With Angela Lo
The recent Paris attacks appear to demonstrate a trend in ISIS attack patterns. The violent transnational social movement has indicated their intention to target areas of co-existence between Muslims and non-Muslims. Research will show that ISIS’s self-proclaimed ‘Grey Zone’ is indeed a pattern emerging in their choice of target vectors.
The Grey Zone was first mentioned on ISIS’s online magazine Dabiq in early 2015, and their attack game plan has since been based on three approaches: terrorise, mobilise and polarize the globe in order to eradicate the area where this coexistence and interaction exists. In ISIS’s words, these areas are where ‘the Caliphate’ has been diluted by ‘Western crusaders’.They include all cities where moderate westernised Muslims coexist with non-muslims.
Based on their previous attacks and these statements it is apparent that their goal, allegedly, is to damage the social fabric of these mixed communities in the West ( the cities of Rome – modern day hegemons) in order to engender and ‘US and THEM’ construct, thus destabilizing the nature of relationships within these communities.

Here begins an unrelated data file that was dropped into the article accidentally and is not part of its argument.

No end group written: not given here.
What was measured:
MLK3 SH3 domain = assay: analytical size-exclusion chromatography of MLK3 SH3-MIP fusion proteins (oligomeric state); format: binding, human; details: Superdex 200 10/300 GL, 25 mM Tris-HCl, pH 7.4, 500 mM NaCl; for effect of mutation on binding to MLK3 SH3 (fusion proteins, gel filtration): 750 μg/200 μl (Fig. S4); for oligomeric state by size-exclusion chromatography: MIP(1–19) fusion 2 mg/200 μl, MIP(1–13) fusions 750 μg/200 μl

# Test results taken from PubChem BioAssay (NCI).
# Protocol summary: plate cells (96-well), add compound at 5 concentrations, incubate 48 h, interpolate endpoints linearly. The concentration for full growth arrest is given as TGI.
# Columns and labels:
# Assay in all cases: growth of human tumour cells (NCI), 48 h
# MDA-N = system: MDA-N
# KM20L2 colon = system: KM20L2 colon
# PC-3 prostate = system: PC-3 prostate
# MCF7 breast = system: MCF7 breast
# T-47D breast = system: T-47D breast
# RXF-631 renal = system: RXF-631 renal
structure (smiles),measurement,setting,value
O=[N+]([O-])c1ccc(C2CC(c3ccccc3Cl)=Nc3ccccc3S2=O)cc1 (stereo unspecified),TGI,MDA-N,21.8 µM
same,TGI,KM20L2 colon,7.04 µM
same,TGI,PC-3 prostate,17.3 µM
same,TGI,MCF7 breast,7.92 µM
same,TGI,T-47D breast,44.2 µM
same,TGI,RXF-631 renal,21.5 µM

The Grey Zone exists between two distinct camps: the non-violent Muslim communities versus the pro-radical Islamic extremism supporters. Attacks, especially on opposition mosques translates a clear message: those who are in coalition with ISIS enemies or simply do not support them would be eliminated. It is conceivable that community members could turn against governments who are not capable of protecting them and to take it upon themselves to provide that stability from within their own community.Evidence of this pattern of degradation targeting social cohesion, are clearly emerging when we consider the disintegration of national communities in Syria, Libya and Iraq. The factionalism and identity-based fragmentation of these states is a lesson arguably being ignored. This is the fate that conceivably awaits other major grey zone cities who allow ISIS’s psychological warfare attack methods, to infiltrate and damage the bonds of community cohesion in the aftermath of attacks.
On the other hand, ISIS is seeking supporters from the communities who are prepared to engage in violent support and defence of their identity, (e.g. Boko Horam, etc.) and would encourage them to join in as recruits, hence the increase of ideational soldiers from around the world and inspired ‘lone-wolves’ threats. In particular, each retaliation by the west strengthens this objective as it moves communities, particularly moderate Islamic communities closer to making a choice between defending their religious identity in the face of spontaneous retaliatory attack by communities around them. This cycle may be seen as pushing closer to the edge, those members of their communities, who may be swayed to active violent participation.